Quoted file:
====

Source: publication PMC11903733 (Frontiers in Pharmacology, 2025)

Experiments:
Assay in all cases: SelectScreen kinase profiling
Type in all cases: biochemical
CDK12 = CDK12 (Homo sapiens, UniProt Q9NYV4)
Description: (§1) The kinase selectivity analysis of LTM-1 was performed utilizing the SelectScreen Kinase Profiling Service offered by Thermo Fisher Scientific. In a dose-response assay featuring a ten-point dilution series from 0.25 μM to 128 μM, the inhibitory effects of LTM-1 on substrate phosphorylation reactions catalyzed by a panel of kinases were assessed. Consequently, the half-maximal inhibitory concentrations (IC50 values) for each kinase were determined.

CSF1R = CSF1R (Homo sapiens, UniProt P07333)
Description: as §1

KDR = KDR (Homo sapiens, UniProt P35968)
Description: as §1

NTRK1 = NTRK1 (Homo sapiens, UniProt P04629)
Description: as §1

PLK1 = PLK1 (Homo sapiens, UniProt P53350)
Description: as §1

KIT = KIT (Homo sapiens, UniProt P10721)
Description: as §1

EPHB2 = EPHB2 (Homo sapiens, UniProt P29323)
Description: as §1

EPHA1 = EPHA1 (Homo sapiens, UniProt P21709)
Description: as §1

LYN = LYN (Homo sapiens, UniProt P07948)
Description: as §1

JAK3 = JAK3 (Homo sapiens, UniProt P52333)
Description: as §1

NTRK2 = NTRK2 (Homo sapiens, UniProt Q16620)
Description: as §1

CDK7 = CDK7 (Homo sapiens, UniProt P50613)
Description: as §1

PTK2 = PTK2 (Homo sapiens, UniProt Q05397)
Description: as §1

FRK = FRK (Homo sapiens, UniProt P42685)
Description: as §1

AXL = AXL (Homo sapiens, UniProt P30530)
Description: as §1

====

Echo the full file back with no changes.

Source: publication PMC11903733 (Frontiers in Pharmacology, 2025)

Experiments:
Assay in all cases: SelectScreen kinase profiling
Type in all cases: biochemical
CDK12 = CDK12 (Homo sapiens, UniProt Q9NYV4)
Description: (§1) The kinase selectivity analysis of LTM-1 was performed utilizing the SelectScreen Kinase Profiling Service offered by Thermo Fisher Scientific. In a dose-response assay featuring a ten-point dilution series from 0.25 μM to 128 μM, the inhibitory effects of LTM-1 on substrate phosphorylation reactions catalyzed by a panel of kinases were assessed. Consequently, the half-maximal inhibitory concentrations (IC50 values) for each kinase were determined.

CSF1R = CSF1R (Homo sapiens, UniProt P07333)
Description: as §1

KDR = KDR (Homo sapiens, UniProt P35968)
Description: as §1

NTRK1 = NTRK1 (Homo sapiens, UniProt P04629)
Description: as §1

PLK1 = PLK1 (Homo sapiens, UniProt P53350)
Description: as §1

KIT = KIT (Homo sapiens, UniProt P10721)
Description: as §1

EPHB2 = EPHB2 (Homo sapiens, UniProt P29323)
Description: as §1

EPHA1 = EPHA1 (Homo sapiens, UniProt P21709)
Description: as §1

LYN = LYN (Homo sapiens, UniProt P07948)
Description: as §1

JAK3 = JAK3 (Homo sapiens, UniProt P52333)
Description: as §1

NTRK2 = NTRK2 (Homo sapiens, UniProt Q16620)
Description: as §1

CDK7 = CDK7 (Homo sapiens, UniProt P50613)
Description: as §1

PTK2 = PTK2 (Homo sapiens, UniProt Q05397)
Description: as §1

FRK = FRK (Homo sapiens, UniProt P42685)
Description: as §1

AXL = AXL (Homo sapiens, UniProt P30530)
Description: as §1